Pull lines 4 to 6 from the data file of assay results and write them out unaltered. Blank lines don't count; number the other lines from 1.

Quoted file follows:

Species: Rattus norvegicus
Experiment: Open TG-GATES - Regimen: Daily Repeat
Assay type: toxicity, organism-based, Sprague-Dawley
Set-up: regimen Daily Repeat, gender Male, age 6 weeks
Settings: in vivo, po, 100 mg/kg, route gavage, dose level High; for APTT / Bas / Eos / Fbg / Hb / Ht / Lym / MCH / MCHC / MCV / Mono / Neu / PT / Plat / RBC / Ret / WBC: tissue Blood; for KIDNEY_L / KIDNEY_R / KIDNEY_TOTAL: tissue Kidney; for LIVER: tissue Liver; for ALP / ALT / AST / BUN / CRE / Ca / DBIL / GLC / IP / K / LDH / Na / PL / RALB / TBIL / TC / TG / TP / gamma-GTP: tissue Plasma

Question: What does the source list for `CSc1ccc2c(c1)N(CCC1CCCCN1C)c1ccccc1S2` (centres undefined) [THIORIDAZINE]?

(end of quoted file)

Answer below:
Set-up: regimen Daily Repeat, gender Male, age 6 weeks
Settings: in vivo, po, 100 mg/kg, route gavage, dose level High; for APTT / Bas / Eos / Fbg / Hb / Ht / Lym / MCH / MCHC / MCV / Mono / Neu / PT / Plat / RBC / Ret / WBC: tissue Blood; for KIDNEY_L / KIDNEY_R / KIDNEY_TOTAL: tissue Kidney; for LIVER: tissue Liver; for ALP / ALT / AST / BUN / CRE / Ca / DBIL / GLC / IP / K / LDH / Na / PL / RALB / TBIL / TC / TG / TP / gamma-GTP: tissue Plasma

Question: What does the source list for `CSc1ccc2c(c1)N(CCC1CCCCN1C)c1ccccc1S2` (centres undefined) [THIORIDAZINE]?